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Boundary Marker, Alford Lane, Aberdeen

A Category B Listed Building in Aberdeen, Aberdeen

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Latitude: 57.1422 / 57°8'32"N

Longitude: -2.1126 / 2°6'45"W

OS Eastings: 393284

OS Northings: 805711

OS Grid: NJ932057

Mapcode National: GBR S9D.Y5

Mapcode Global: WH9QQ.JR71

Plus Code: 9C9V4VRP+VX

Entry Name: Boundary Marker, Alford Lane, Aberdeen

Listing Name: Holburn Street at Alford Lane, Holburn Central Parish Church, Including Church Hall, March Stone (Forming Quoin on W Gable) and Boundary Walls

Listing Date: 12 January 1967

Last Amended: 5 March 2001

Category: B

Source: Historic Scotland

Source ID: 395322

Historic Scotland Designation Reference: LB47927

Building Class: Cultural

Location: Aberdeen

County: Aberdeen

Town: Aberdeen

Electoral Ward: Hazlehead/Queens Cross/Countesswells

Traditional County: Aberdeenshire

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Alexander Fraser, 1836; Hall: W J Smith, 1881; Tower, 1891. 2-storey, 3-bay classical church with tower and halls adjoining. Coursed granite ashlar; Aberdeen bond granite rubble to rear. Base course; architraved windows; dividing band course; eaves course.

E (PRINCIPAL) ELEVATION: symmetrical; 3-bay pedimented central block, regular fenestration to ground floor, 3 segmental-arched windows to 1st floor in pilastered bays, pediment surmounted with central tablet reading "1836 1903", crucifix to apex. 2-storey 3-bay Italianate church hall adjoining to right, 2-leaf panelled timber door to left of ground floor, tall letterbox fanlight, flanked by 2 windows with projecting cills to right, 3 round-arched windows with panelled aprons and keystone details to 1st floor, eaves blocking course with central tablet stepped-up reading "1881". Square-plan 4-stage tower adjoining to outer left, round-arched pilastered doorway with keystone detail to ground floor, 2-leaf panelled timber door, simple fanlight, bipartite window to left return; pedimented windows to centre of E and S elevations of 2nd stage, deep cornice above; small bipartite windows to centre of E and S elevations of 3rd stage, datestone to E reading "1891", geometric blind balustrade above; octagonal 4th stage set back, round-arched openings to each facet with impost and keystone details, domed lead roof with octagonal lantern and finial to apex.

N ELEVATION: obscured by adjoining building.

W ELEVATION: symmetrical; 3-bay; stained glass windows; regular fenestration to ground floor, segmental-arched windows to 1st floor. Hall adjoining to outer left, circular window to centre of rubble ground floor, harled addition to 1st floor with 7-light window.

S ELEVATION: asymmetrical; 4-bay; 2 bays to left with tower adjoining to right (see above), regular fenestration to ground floor, 2 round-arched windows to 1st floor, flanking bay to left stepped back, doorway and window to ground floor, single round-arched window to 1st floor, outer left angle decoratively chamfered; bay to outer left stepped-back, infilled segmental-arched opening near-centre, March Stone reading CR (City Royalty) to outer quoin.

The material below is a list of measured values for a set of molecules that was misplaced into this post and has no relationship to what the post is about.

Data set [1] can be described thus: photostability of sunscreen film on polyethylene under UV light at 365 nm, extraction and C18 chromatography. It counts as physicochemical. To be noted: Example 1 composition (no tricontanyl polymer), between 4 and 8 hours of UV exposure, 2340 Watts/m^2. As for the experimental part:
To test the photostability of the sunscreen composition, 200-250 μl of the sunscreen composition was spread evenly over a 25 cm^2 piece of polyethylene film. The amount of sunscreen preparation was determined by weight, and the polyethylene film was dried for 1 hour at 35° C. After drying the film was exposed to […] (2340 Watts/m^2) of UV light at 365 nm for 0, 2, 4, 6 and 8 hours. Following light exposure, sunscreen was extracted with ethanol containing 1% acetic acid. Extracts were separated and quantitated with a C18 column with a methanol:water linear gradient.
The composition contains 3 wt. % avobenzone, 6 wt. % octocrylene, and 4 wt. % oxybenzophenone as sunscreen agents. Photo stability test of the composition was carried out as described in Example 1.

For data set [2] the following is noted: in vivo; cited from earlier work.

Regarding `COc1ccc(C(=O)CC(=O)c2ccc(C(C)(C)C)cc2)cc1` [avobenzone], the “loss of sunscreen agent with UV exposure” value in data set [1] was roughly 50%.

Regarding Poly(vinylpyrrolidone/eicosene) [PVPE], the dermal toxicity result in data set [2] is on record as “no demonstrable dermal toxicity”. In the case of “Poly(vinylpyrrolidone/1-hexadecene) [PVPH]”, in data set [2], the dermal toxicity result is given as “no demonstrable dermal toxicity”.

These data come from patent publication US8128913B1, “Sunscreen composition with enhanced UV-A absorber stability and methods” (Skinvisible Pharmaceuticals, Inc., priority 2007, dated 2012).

Predominantly stained glass and leaded windows, some timber sash and case windows. Grey slate roof with lead ridges. Coped stone skews with blocked ashlar skewputts. Cast-iron ridge vent. Cast-iron rainwater goods.

INTERIOR: fine stained glass windows throughout, those to E by Douglas Strachan. Principal entrance through tower, panelled below dado, dog-leg stair with decorative newel post and iron balusters, fine reeded handrail on metal brackets; some original panelled timber doors survive. Nave split into 2 levels (later alteration), nave at ground floor with predominantly modern fittings, hall above, with moulded plasterwork ceiling. Iron dog-leg stair with twisted balusters to hall, small chapel with circular stained glass window to rear of hall, boarded timber below dado.

BOUNDARY WALLS: low coped granite walls to S; brick coped rubble walls to SW and W.

Statement of Interest

Ecclesiastical building in use as such. Holburn Central Parish Church (originally known as Holburn Chapel of Ease) was built as a simple rectangular-plan church, as part of the Church Extension Movement. It was built to serve the expanding community to the W of Aberdeen, on a site which at the time was known as Bawbie Law's Corner. The architect, Alexander Fraser (c. 1790-1841) was also a landscape painter and drawing master, and associated with James Giles (1801-1870). The six stained glass windows to the E of the church were funded by public subscription. The windows are by Douglas Strachan, and were dedicated in 1903 to the memory of the 242 Gordon Highlanders who fell in the South African War. March stones mark the inner and outer marches (boundaries) of Aberdeen, defined by marked stones possibly dating from 1698. The original stones were replaced circa 1790 by the present stones, numbered 1-48. The next group, were replaced in the early 19th century, which was presumably when this stone was set into the church quoin. This particular stone was part of the inner marches, CR standing for City Royalty, and is thought to be among the older stones (Cruickshank & Dunn).

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